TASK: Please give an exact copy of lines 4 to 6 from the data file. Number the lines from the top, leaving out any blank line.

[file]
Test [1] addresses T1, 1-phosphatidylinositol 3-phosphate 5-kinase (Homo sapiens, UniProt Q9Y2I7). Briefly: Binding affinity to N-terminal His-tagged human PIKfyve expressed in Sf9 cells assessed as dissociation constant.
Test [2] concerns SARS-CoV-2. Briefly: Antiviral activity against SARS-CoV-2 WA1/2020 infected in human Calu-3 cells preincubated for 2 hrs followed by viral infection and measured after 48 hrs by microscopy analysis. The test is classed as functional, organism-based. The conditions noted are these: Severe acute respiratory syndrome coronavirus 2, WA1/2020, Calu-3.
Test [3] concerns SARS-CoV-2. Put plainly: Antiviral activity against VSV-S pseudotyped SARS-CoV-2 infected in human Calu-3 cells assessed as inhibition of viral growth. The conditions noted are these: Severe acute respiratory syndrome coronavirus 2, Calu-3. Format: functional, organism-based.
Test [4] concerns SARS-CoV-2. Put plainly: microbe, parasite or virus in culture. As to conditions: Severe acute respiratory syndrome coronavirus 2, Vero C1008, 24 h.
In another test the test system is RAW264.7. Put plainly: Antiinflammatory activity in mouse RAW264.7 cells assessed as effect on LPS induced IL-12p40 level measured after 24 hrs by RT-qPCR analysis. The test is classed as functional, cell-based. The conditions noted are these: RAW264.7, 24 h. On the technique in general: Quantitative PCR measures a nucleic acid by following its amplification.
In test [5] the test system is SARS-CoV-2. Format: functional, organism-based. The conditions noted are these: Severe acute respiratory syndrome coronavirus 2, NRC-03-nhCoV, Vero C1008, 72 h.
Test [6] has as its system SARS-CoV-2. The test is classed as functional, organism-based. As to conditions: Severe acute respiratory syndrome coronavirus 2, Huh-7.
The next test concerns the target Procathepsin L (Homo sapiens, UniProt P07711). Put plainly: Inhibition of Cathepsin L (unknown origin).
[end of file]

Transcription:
Test [4] concerns SARS-CoV-2. Put plainly: microbe, parasite or virus in culture. As to conditions: Severe acute respiratory syndrome coronavirus 2, Vero C1008, 24 h.
In another test the test system is RAW264.7. Put plainly: Antiinflammatory activity in mouse RAW264.7 cells assessed as effect on LPS induced IL-12p40 level measured after 24 hrs by RT-qPCR analysis. The test is classed as functional, cell-based. The conditions noted are these: RAW264.7, 24 h. On the technique in general: Quantitative PCR measures a nucleic acid by following its amplification.
In test [5] the test system is SARS-CoV-2. Format: functional, organism-based. The conditions noted are these: Severe acute respiratory syndrome coronavirus 2, NRC-03-nhCoV, Vero C1008, 72 h.